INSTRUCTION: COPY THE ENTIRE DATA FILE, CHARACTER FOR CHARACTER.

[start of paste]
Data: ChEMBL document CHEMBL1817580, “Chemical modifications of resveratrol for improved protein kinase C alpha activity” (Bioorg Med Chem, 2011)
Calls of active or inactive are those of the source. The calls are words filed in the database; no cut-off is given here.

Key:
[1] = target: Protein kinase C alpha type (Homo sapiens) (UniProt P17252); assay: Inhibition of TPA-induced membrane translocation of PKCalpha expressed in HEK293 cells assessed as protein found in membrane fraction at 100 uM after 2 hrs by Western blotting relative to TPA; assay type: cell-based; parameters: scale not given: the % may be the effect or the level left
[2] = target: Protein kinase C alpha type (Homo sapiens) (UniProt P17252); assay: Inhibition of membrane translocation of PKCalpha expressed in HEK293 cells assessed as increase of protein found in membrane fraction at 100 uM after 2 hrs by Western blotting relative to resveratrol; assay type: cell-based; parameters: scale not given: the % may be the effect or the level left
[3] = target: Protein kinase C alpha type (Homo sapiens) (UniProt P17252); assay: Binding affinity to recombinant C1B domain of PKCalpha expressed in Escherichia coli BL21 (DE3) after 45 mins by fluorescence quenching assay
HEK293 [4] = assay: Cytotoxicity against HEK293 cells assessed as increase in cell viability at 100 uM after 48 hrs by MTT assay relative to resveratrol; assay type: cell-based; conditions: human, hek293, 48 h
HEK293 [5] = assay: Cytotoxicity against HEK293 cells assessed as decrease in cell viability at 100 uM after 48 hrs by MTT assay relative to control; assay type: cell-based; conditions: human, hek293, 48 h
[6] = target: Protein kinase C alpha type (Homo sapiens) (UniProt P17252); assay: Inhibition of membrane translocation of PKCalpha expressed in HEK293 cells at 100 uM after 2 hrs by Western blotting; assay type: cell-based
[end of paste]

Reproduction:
Data: ChEMBL document CHEMBL1817580, “Chemical modifications of resveratrol for improved protein kinase C alpha activity” (Bioorg Med Chem, 2011)
Calls of active or inactive are those of the source. The calls are words filed in the database; no cut-off is given here.

Key:
[1] = target: Protein kinase C alpha type (Homo sapiens) (UniProt P17252); assay: Inhibition of TPA-induced membrane translocation of PKCalpha expressed in HEK293 cells assessed as protein found in membrane fraction at 100 uM after 2 hrs by Western blotting relative to TPA; assay type: cell-based; parameters: scale not given: the % may be the effect or the level left
[2] = target: Protein kinase C alpha type (Homo sapiens) (UniProt P17252); assay: Inhibition of membrane translocation of PKCalpha expressed in HEK293 cells assessed as increase of protein found in membrane fraction at 100 uM after 2 hrs by Western blotting relative to resveratrol; assay type: cell-based; parameters: scale not given: the % may be the effect or the level left
[3] = target: Protein kinase C alpha type (Homo sapiens) (UniProt P17252); assay: Binding affinity to recombinant C1B domain of PKCalpha expressed in Escherichia coli BL21 (DE3) after 45 mins by fluorescence quenching assay
HEK293 [4] = assay: Cytotoxicity against HEK293 cells assessed as increase in cell viability at 100 uM after 48 hrs by MTT assay relative to resveratrol; assay type: cell-based; conditions: human, hek293, 48 h
HEK293 [5] = assay: Cytotoxicity against HEK293 cells assessed as decrease in cell viability at 100 uM after 48 hrs by MTT assay relative to control; assay type: cell-based; conditions: human, hek293, 48 h
[6] = target: Protein kinase C alpha type (Homo sapiens) (UniProt P17252); assay: Inhibition of membrane translocation of PKCalpha expressed in HEK293 cells at 100 uM after 2 hrs by Western blotting; assay type: cell-based